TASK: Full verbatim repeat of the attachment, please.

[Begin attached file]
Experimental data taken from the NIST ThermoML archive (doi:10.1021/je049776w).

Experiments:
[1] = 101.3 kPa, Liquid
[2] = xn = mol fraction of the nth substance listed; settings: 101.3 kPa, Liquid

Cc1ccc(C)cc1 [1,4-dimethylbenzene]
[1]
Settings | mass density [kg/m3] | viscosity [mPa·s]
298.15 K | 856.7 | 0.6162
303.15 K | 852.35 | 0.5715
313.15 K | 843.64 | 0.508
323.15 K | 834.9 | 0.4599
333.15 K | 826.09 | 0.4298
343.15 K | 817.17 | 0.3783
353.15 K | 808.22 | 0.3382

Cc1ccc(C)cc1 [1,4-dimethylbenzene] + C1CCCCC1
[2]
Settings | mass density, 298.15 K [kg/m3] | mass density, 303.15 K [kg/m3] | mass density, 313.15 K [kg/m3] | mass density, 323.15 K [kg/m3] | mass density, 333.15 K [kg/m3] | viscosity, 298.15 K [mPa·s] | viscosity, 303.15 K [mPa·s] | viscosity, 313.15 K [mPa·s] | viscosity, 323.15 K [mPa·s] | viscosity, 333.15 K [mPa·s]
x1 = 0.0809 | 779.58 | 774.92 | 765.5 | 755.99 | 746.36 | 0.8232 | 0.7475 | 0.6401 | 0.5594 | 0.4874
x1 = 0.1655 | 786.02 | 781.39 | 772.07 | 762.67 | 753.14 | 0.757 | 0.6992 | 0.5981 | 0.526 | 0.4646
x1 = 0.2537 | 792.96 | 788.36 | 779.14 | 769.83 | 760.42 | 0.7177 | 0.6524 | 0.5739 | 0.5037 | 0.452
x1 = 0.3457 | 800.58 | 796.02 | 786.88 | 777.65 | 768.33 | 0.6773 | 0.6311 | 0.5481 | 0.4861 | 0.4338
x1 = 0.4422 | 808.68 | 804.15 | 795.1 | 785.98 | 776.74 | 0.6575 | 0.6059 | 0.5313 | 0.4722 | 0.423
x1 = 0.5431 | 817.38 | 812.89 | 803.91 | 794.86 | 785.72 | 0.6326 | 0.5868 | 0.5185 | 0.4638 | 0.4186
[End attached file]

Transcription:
Experimental data taken from the NIST ThermoML archive (doi:10.1021/je049776w).

Experiments:
[1] = 101.3 kPa, Liquid
[2] = xn = mol fraction of the nth substance listed; settings: 101.3 kPa, Liquid

Cc1ccc(C)cc1 [1,4-dimethylbenzene]
[1]
Settings | mass density [kg/m3] | viscosity [mPa·s]
298.15 K | 856.7 | 0.6162
303.15 K | 852.35 | 0.5715
313.15 K | 843.64 | 0.508
323.15 K | 834.9 | 0.4599
333.15 K | 826.09 | 0.4298
343.15 K | 817.17 | 0.3783
353.15 K | 808.22 | 0.3382

Cc1ccc(C)cc1 [1,4-dimethylbenzene] + C1CCCCC1
[2]
Settings | mass density, 298.15 K [kg/m3] | mass density, 303.15 K [kg/m3] | mass density, 313.15 K [kg/m3] | mass density, 323.15 K [kg/m3] | mass density, 333.15 K [kg/m3] | viscosity, 298.15 K [mPa·s] | viscosity, 303.15 K [mPa·s] | viscosity, 313.15 K [mPa·s] | viscosity, 323.15 K [mPa·s] | viscosity, 333.15 K [mPa·s]
x1 = 0.0809 | 779.58 | 774.92 | 765.5 | 755.99 | 746.36 | 0.8232 | 0.7475 | 0.6401 | 0.5594 | 0.4874
x1 = 0.1655 | 786.02 | 781.39 | 772.07 | 762.67 | 753.14 | 0.757 | 0.6992 | 0.5981 | 0.526 | 0.4646
x1 = 0.2537 | 792.96 | 788.36 | 779.14 | 769.83 | 760.42 | 0.7177 | 0.6524 | 0.5739 | 0.5037 | 0.452
x1 = 0.3457 | 800.58 | 796.02 | 786.88 | 777.65 | 768.33 | 0.6773 | 0.6311 | 0.5481 | 0.4861 | 0.4338
x1 = 0.4422 | 808.68 | 804.15 | 795.1 | 785.98 | 776.74 | 0.6575 | 0.6059 | 0.5313 | 0.4722 | 0.423
x1 = 0.5431 | 817.38 | 812.89 | 803.91 | 794.86 | 785.72 | 0.6326 | 0.5868 | 0.5185 | 0.4638 | 0.4186